Print Friendly, PDF & Email

The June issue of Magazine Passenger Transport - just out - contains an extensive interview with the three policy advisers of the Municipal Network for Mobility and Infrastructure (GNMI), Eugene van de Poel, Jaap Berends and director Arthur ter Weeme.

Unfortunately, the interview was canned just before the Delta Plan for Mobility was released and the organization, which works closely with various municipalities, does not take any positions itself.

Ter Weeme would like to endorse “the Mobility Alliance's call to invest in accessibility on a large scale. In the Delta Plan for Mobility, the Alliance identifies important themes and tasks. ”

“I would like to appeal to invest in places where the biggest gains can be made. I suspect that if you look at that with a broad, integral view, it is mainly at the local-regional scale level. ”

Ter Weeme explains that in recent decades, the main connections have been mainly focused on: “Our national rail network and highway infrastructure have been well developed, although there is always something to be desired. However, the real challenges lie in and around the urban centers. At the Dutch scale level, this also includes the rural area, but the point is that we not only ensure a higher frequency of the train from, for example, Eindhoven to Amsterdam. We also have to ensure that people around Eindhoven or Amsterdam can get to their work or social activities quickly and efficiently. ”

“Let's not forget that the people who drive between Eindhoven and Amsterdam do not all live at the station or at the entrance and exit of a motorway. Also for the longer distance it comes down to the first and last mile and thus to assignments on a local and regional scale. ”

Read also  Report: KiM lifts the veil on hidden mobility costs

Ter Weeme thinks that “too often in the Netherlands we tend to think 'small'. If you consider the Randstad as a polycentric agglomeration, you are talking about an urban area of ​​8 million inhabitants. And the Brabant row of cities is also a major conglomeration. There is still so much gains in mobility in those areas, for example by introducing an S-Bahn concept with branches in the region. ”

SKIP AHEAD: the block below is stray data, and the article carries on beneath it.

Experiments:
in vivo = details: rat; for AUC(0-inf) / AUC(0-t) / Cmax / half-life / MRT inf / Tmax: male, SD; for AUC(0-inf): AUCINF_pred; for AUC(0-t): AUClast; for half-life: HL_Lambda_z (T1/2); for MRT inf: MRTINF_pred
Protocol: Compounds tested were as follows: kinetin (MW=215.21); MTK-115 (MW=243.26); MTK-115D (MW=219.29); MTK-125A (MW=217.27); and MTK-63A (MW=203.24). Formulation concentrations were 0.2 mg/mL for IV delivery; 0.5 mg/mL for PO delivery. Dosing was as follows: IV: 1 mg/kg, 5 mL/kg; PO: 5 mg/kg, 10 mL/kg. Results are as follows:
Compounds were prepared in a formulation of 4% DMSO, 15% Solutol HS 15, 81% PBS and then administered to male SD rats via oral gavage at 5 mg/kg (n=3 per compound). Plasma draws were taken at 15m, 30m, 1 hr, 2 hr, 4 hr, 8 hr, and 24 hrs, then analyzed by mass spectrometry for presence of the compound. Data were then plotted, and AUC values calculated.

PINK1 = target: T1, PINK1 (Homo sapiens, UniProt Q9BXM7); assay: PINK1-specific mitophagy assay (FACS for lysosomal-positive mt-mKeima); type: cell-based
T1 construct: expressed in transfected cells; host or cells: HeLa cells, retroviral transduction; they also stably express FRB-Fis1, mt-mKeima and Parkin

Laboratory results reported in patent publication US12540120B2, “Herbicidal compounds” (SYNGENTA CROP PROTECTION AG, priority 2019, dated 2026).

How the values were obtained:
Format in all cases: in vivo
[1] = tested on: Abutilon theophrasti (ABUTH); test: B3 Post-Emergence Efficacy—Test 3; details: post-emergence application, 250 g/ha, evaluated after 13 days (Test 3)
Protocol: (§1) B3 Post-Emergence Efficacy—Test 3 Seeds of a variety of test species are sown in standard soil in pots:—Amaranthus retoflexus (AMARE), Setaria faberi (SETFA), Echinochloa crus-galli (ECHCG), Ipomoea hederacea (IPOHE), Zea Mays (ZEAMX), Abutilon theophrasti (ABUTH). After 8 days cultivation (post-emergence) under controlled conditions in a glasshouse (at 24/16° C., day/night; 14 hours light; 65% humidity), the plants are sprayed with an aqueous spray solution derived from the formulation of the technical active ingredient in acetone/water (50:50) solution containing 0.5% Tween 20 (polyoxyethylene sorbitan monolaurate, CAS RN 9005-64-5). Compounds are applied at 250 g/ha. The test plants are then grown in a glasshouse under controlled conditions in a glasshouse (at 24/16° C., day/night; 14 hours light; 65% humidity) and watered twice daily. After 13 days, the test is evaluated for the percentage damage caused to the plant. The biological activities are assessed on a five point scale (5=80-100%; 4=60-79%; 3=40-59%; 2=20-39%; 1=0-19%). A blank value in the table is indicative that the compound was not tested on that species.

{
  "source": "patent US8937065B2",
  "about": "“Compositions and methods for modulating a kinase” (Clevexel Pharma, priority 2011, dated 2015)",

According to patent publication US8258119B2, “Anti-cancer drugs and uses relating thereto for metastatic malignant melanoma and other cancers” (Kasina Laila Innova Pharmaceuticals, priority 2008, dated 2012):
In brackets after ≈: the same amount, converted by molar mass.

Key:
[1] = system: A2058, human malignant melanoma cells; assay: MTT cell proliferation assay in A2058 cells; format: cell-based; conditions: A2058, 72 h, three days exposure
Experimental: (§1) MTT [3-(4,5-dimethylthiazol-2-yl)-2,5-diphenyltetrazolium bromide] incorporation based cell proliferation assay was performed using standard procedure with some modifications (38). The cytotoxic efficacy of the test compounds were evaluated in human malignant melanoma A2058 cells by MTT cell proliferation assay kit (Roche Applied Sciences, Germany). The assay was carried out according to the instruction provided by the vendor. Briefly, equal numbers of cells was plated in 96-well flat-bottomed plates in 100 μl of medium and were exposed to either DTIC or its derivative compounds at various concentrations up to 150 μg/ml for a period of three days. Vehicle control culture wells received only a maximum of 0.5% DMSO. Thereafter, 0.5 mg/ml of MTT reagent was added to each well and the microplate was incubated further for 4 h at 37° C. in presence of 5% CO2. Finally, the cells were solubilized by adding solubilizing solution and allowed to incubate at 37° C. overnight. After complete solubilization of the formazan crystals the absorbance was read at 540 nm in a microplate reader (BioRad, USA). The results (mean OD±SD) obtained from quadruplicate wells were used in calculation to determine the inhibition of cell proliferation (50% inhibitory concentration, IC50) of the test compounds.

“And let's not forget that a city like Groningen is now far above 200.000 inhabitants due to municipal mergers. In German-speaking countries, such a city then has a regional public transport network with a frequent S-Bahn as its carrier. And in the big cities, a scale jump in public transport is also simply necessary. We cannot wait for self-driving cars, which will certainly not solve the mobility problem for us in the coming decades in terms of transport capacity. ”

“Also for road safety, investments must be made on the roads where this will prevent the most victims. We must also take this into account in the distribution of budgets. So let us, as governments and mobility sector, make a good joint analysis of road safety issues and also provide the authorities responsible for this with means to invest sufficiently. We see that municipalities in particular have to deal with very tight budgets and road safety measures are often only possible if other urgent issues are at the time, such as replacing the sewer. ”

Ter Weeme indicates that sustainability is also necessary to encourage people to travel more sustainably. "This concerns a multitude of stimulating measures, in which the different layers of government have their own recruiting task."

Read also  Shuttel: cycling to work is gaining ground on public transport

And not to forget digitization. As governments and road authorities, we must ensure that we monitor our infrastructure properly, follow developments properly and be ahead of them when it comes to core tasks. We should not become dependent on Google when it comes to data on our road infrastructure. We are responsible for this ourselves and our data must be ready to facilitate the self-driving car. ”

“That means not only investing in ICT, but also in people. Transport engineers and planners have to speak the language of the data and vice versa ”, says Ter Weeme, who likes to give his organization a stimulating role. “We think the Delta Plan is a great incentive to release more money nationwide for accessibility. And it is very good that the sector is making this joint statement. An enormous challenge awaits us that a Delta Plan more than deserves. It is now up to us as governments to take up the gauntlet and take initiatives here. ”